In Determining Whether a Case “Stands Out,” It was Not Improper to Consider Patent Cases Generally

In Nova Chemicals Corp. (Canada) v. Dow Chemical Co., [2016-1576] (May 11, 2017), the Federal Circuit affirmed the district court’s determination that the case was “exceptional” under 35 USC 285, and the award of $2.5 million in attorneys’ fees.

After a patent infringement trial which resulted in a $61 million award to Dow, in a proceeding for supplemental damages, the patent was found to be invalid for indefiniteness.  After uncovering what it claimed was evidence of fraud on the part of Dow and its counsel, Nova filed an action for relief from the initial judgment. The district court dismissed the action, and Dow sought sanctions and attorneys fees under 35 USC 285.  The district agreed with Dow finding NOVA’s claims for relief “just didn’t stand
up” and were “not even plausible.”

The Federal Circuit found nothing exceptional in the mere fact that NOVA filed a separate action because that was the only option available to challenge the earlier judgment.  However,  the Federal Circuit found that the substantive strength of a NOVA’s position could, and did, independently support an exceptional-case determination.

Nova also argued that it was error to compare the case to all patent cases, pointing out with this baseline an action to set aside a prior judgment would always be exceptional because, by necessity,it would
“stand out” from the traditional patent infringement case.  The Federal Circuit decline to hold that the district court erred in comparing this case to other patent cases more generally.  The Federal Circuit found that any concern regarding the district court’s comparison was tempered by the fact that it did not hold that this case stood out merely because NOVA requested that a prior judgment be set aside.



Inventorship Claims That Took $8 Million to Defeat Were Not “Exceptional”

In University of Utah v. Max-Planck-Gesellschaft Zur Foerderung der Wissenschaften E.V., [2016-1336] (March 23, 2017), the Federal Circuit affirmed the district court’s finding that the case was not exceptional March 23, 2017, within the meaning of 35 U.S.C. § 285 and denying Max Planck’s motion for $8 million in attorney fees.

Dr. Thomas Tuschl and his colleagues published an article describing their various discoveries in the field of RNAi. Less than a month later,
Dr. Brenda Bass, of the University of Utah published a mini-review that summarized the state of RNAi research, focusing on Dr. Tuschl’s
article.  Dr. Tuschl read Dr. Bass’ minireview, recognized her hypothesis that 3’ overhangs may be relevant to RNAi, and tested that hypothesis, and made the claimed invention.

The University of Utah sued Max Plank claiming that its employee, Dr. Bass was a co-inventor.  The claim of joint inventorship turned on
alleged collaboration between Dr. Bass and the Tuschl that occurred over several conversations at various academic conferences.  The Federal Circuit listed a number of admissions during Dr. Bass’ deposition that directly contradicted the University of Utah’s allegations that Dr. Bass collaborated with the Tuschl II inventors. The Federal Circuit noted that the only supported allegation was that Dr. Bass and Dr. Tuschl met for dinner during a conference.

The district court reasoned that there was no evidence to support a finding of collaboration between Dr. Bass and Tuschl.  While Dr. Bass’ mini-review was integral to the Tuschl inventors’ research, the mini-review was in the public domain by the time Tuschl relied on it. The district court concluded that Tuschl’s reliance on the mini-review could not, on its own, support a finding of collaboration, and was not included to find that the discussions at an academic conference could constitute the collaboration needed to establish joint inventorship.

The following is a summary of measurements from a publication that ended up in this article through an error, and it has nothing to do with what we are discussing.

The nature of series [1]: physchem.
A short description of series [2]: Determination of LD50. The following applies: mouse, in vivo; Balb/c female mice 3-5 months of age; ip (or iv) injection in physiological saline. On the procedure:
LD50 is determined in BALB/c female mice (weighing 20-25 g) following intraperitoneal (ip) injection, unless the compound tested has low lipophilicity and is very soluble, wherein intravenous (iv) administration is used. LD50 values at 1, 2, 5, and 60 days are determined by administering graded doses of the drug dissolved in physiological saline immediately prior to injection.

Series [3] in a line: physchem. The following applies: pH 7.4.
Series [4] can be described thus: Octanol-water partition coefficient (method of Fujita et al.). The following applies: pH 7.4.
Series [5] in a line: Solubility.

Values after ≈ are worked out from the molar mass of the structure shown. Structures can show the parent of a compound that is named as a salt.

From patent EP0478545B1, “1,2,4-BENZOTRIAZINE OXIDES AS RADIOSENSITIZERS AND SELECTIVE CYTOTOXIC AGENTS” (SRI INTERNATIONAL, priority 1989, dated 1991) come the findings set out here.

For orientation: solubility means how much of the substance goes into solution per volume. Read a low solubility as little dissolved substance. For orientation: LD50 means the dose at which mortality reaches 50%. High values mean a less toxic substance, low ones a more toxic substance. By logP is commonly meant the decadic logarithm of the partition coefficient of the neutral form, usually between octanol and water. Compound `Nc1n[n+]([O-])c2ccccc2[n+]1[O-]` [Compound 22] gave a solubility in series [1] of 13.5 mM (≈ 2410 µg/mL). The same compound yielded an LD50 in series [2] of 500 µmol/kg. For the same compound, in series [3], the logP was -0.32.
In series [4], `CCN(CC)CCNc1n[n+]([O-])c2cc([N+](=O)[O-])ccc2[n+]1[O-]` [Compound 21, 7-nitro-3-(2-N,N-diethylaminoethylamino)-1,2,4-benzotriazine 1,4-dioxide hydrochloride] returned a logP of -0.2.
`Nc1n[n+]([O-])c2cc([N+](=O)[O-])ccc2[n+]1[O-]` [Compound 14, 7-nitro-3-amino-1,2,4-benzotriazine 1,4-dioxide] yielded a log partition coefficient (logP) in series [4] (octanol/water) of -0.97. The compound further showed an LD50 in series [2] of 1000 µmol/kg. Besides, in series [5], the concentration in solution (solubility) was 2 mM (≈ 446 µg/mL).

Max Planck sought eight million dollars in attorneys’ fees pursuant to 35 U.S.C. § 285, arguing that the case was “exceptional” because (1) in light of Dr. Bass’ deposition testimony, the University of Utah lacked any meaningful basis for filing its correction of inventorship suit; (2) the University of Utah’s delay in withdrawing its sole inventorship claim until the eve of summary judgment indicates that it knew its claim was meritless; and (3) the University of Utah’s claimed damages
were extortionately high.

The district court found that it was clear that Dr. Bass’ review played some role in the invention, rejecting the first grounds.  One the second point the district court actually credited the University for withdrawing its sole inventorship claim early.  On the last point the district court declined to find anything exceptional about the University of Utah’s position: “Although Utah may have been asking for pie in the sky, that does not differentiate this case from most patent cases.”

The Federal Circuit found that the district court provided a thorough explanation for why it did not find this case to be exceptional.  Noting that there is no precise Octane Fitness frame-work, the Federal Circuit said that the district court explained why the University of Utah’s position did not stand out from other patent cases, and Octane Fitness does not require anything more.  The Federal Circuit concluded:

The trial judge was in the best position to understand and weigh these issues. She had no obligation to write an opinion that reveals her assessment of every consideration. This court will not second guess her determination.

Although it played no role in the appeal, one has to wonder whether the $8 million in attorneys’ fees requested by Max Plank, which the district court called “jaw-dropping,” figured into the district court’s evaluation of the claim.  When the district court said that “it is not grossly unjust to require Max Planck to bear its own costs,”  was the court thinking that if it really took $8 million to defeat the University’s claims on Summary Judgment, were they really so exceptional?